Suddenly, something happened that I wasn't expecting. After 15 years as a symphony musician, teacher and freelancer, thousands of concerts and recordings, travel, trips and tours around the globe, my life and priorities had changed and evolved but my job and obligations were beginning to interfere with being a dad and husband. So, I decided to walk away from my position in the Vancouver Symphony Orchestra and
began teaching at the University of British Columbia.
As a teacher, one of my personal rules has always been that I will never tell a student what they can't do. A significant issue that arises when we pursue our passions is that we tend to become myopic and lose sight of the big picture. Trying to temper passion with pragmatism seems a bit of a contradiction, but herein lies my advice for anyone who finds themselves on a similar path to the one on which I travelled. Develop your whole self, pursue many interests, and you will never fear change. On the contrary, you'll be able to embrace it. If you can adjust, you can move forward, always. Sempre Avanti.
"If music be the food of love, play on." That was what William Shakespeare expressed in his play Twelfth Night. To me, music is not only a food of love, it is an identity, a way to express oneself. To do so, one must first have a picture, and the persistence to hold on to the paintbrush. I started to learn both the piano and violin around 6 years old, which I really enjoyed but stopped playing due to the heavy amount of school work within the Taiwanese school system. Things changed after my arrival in Canada, where I was introduced to popular music, unlike the conservative environment that I have experienced in Taiwan, I was opened to a new world where people play music for fun, and to express their own feelings. I decided to pick up my violin again so I could re-learn the classical foundation that I had missed for a long time. Learning the basic techniques was not easy, it was disappointing and frustrating. Since I started late, that meant there was a lot of extra work to catch on, but to me, playing my instrument was one of the best feelings ever. During my time at KES, I was able to play in musical pit bands, start my own band, and was fortunate to join the Nova Scotia Youth Orchestra, which very much influenced my classical playing; however, what really pushed me into studying a music degree was a conversation I had with guitarist Ryan Roberts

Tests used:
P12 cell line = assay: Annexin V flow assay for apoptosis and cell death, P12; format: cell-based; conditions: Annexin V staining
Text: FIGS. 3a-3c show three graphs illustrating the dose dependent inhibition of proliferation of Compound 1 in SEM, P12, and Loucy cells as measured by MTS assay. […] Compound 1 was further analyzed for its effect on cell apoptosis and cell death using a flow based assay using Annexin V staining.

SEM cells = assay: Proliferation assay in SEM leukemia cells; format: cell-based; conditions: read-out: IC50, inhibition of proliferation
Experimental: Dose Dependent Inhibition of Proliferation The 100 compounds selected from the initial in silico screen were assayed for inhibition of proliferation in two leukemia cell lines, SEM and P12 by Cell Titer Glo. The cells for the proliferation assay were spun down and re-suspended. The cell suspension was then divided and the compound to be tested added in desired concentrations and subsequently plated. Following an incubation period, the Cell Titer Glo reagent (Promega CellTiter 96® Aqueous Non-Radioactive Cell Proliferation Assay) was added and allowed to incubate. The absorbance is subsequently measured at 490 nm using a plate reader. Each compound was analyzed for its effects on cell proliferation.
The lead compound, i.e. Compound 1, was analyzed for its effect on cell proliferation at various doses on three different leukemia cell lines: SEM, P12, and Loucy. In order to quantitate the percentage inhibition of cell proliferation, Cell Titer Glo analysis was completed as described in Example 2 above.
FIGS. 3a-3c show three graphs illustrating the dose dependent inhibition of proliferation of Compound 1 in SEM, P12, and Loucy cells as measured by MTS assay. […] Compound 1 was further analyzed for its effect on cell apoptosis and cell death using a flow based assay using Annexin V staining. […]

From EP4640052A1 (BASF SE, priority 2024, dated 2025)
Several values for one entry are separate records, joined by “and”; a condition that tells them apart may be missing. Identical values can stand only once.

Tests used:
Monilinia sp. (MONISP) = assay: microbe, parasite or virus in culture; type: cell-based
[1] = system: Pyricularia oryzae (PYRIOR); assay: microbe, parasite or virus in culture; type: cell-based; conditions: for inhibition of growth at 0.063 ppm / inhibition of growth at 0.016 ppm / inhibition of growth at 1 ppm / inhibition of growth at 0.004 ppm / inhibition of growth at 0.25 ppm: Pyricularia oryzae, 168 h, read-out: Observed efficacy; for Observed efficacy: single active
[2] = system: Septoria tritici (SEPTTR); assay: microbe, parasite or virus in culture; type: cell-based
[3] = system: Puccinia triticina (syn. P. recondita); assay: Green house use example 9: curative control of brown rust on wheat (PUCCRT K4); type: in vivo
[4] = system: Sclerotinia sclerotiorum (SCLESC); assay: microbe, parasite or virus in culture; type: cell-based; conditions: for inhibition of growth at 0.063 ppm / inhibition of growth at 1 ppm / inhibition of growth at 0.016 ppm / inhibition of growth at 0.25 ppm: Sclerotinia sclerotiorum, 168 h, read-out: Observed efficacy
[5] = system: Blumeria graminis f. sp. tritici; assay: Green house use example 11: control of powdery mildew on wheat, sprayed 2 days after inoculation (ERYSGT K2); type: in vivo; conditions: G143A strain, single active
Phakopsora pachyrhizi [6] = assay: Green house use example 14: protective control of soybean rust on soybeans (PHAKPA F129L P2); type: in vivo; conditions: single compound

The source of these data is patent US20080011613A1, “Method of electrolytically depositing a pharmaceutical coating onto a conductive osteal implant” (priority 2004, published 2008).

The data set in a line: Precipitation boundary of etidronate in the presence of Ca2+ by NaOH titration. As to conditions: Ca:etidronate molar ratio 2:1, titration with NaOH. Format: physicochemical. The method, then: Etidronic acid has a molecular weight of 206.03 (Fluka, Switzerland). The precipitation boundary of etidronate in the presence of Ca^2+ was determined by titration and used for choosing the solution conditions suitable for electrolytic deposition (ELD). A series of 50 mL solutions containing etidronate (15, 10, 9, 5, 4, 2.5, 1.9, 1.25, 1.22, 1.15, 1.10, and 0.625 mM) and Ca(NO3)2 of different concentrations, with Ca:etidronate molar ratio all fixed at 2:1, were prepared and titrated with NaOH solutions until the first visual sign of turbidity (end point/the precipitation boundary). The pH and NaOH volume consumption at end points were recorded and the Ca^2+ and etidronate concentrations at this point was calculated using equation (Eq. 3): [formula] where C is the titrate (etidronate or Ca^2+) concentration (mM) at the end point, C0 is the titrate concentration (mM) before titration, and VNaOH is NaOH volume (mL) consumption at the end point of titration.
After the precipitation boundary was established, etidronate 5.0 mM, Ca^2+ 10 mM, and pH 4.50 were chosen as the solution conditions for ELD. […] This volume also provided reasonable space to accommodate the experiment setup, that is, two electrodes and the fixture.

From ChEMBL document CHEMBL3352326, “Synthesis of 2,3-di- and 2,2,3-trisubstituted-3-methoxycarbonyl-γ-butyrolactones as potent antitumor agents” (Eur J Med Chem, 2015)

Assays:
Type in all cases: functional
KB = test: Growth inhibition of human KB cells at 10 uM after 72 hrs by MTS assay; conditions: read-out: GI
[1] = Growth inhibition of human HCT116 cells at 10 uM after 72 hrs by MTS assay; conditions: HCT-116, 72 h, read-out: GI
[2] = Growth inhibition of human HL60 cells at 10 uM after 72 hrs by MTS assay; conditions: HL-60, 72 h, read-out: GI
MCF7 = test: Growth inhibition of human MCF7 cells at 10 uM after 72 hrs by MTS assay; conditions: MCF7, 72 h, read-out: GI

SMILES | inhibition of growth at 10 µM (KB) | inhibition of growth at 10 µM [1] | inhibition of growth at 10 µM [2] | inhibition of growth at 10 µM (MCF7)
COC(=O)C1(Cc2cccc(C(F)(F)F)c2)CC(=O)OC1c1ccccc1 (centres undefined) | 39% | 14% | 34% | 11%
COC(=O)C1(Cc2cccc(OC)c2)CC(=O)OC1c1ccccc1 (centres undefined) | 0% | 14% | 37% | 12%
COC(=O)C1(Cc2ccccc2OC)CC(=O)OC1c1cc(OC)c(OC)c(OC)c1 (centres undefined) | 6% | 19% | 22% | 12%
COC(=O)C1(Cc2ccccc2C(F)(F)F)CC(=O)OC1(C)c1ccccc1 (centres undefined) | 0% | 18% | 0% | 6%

(1994-96), before my first Solo Violin Recital in Grade 12. Ryan and I sat down at a local café after a rehearsal because I was struggling to make a decision of pursuing a music career and hoping he might offer me some insight, I asked if he had a dream when he was in my age. He said, "Yes of course, I've always wanted to become a solo guitarist." I asked, "How did you make your dream come true?" He replied, "When I was in college, my parents forced me into dentistry, the degree got me a well-paid job as a dental assistant. I was able to buy a Mercedes after getting married." "Were you happy?" I asked again. Ryan paused, and slowly replied, "No, I wasn't, as I never forgot my music dream. I started to feel happiness again when changing my Mercedes into a second-hand car." He started laughing, "Happiness has a cost," Ryan said, "The cost is persistence," as he finished the rest of his coffee. After the conversation with Ryan I decided to pursue a music career. I enrolled at Dalhousie University to start my music studies, little did I know, I was too naïve to realize that I still had a long way to go in music.